A Fully Split Phase intersection gives cyclists and vehicles separate lanes and signals.
“Not everybody bikes, drives, or walks in the same way, so each street needs a context-specific solution,” says DOT spokesperson Brian Zumhagen. “The findings help refine the most appropriate street and traffic conditions for these designs.”
The study concluded that Mixing Zone and Fully Split Phase intersections have substantial bike crash reductions following installation. It also found that Delayed Turn and Offset Crossing intersections make cyclists feel comfortable and reduce conflicts with vehicles, like crashes and right of way confusion.
The Delayed Turn intersection gives bikes a few seconds head start on green lights.
DOT plans to build more offset crossings—which are fairly new to North America but established in Europe—as a result of the study. Ninety-three percent of bicyclists surveyed reported feeling safe riding through Offset Crossing intersections compared to just 65 percent in Mixing Zones.
Cities like San Francisco, Seattle, Chicago, Washington, D.C., and Vancouver have been experimenting with variations on protected intersections, but New York is among the first to examine how to codify and scale them citywide.
DOT’s study includes a decision-making matrix for what intersection design is most applicable, depending on traffic characteristics.
Moving forward, DOT plans to update Mixing Zone streets to have shorter zones, install more left-turn traffic calming measures, update signals to improve bicycle flow at intersections, and install more visibility markings at intersections. It also plans to continue more pilot treatments.
“Creating streets with treatments such as Protected Bike Lanes that reduce crashes andreduce the risk of severe injury when crashes do occur—e.g., slower speeds, visibility, predictable behaviors—is critical for achieving Vision Zero,” says Zumhagen.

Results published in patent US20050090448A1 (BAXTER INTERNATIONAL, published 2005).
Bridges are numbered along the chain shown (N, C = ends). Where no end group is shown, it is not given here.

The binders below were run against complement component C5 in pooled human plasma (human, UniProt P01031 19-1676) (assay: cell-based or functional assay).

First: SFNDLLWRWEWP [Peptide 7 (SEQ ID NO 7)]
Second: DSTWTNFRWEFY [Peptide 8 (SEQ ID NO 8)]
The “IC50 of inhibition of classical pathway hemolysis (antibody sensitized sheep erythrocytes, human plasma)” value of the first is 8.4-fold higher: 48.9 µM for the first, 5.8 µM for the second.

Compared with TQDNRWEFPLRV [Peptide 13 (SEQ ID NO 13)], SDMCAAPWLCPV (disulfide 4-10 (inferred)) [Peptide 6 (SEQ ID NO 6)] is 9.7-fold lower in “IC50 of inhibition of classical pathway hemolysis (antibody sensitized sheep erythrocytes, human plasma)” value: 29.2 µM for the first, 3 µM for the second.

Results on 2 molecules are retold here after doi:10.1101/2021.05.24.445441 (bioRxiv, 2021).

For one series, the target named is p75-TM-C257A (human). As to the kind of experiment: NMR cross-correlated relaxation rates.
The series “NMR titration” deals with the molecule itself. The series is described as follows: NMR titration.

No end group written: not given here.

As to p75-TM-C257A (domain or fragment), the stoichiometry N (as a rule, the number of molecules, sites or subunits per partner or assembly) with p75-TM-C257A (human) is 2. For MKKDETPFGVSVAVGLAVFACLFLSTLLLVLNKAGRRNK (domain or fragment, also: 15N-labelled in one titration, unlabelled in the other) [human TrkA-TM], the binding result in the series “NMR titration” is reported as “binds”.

This Mixing Zone is located on the Upper West Side of Manhattan.
These interventions can’t come sooner or more prolifically enough. DOT is prioritizing redesigns of 20 key intersections in the city—but considering there are thousands of intersections in New York, this number is scant compared to the overall street network. Pedestrians and cyclists deserve to feel safe and actually be safe on every street and at every intersection.
I ride regularly in New York—though mostly in Brooklyn—and have experienced many of the interventions in the study: the Offset Crossings, signals that give me a couple seconds lead over cars, curb bump outs, and so on. While these are all promising, the problem of too many cars driving too fast with little regard remains. Even on sidewalks, we aren’t safe. Looking at the flattened plastic bollards that are supposed to protect cyclists and pedestrians, it’s clear that drivers will disregard anything that won’t scratch their paint or cause wheel or axle misalignment. What’s needed now are more traffic-calming measures and more enforcement to ensure bike infrastructure is used for its intended purpose. What good will they do if drivers flat out ignore them?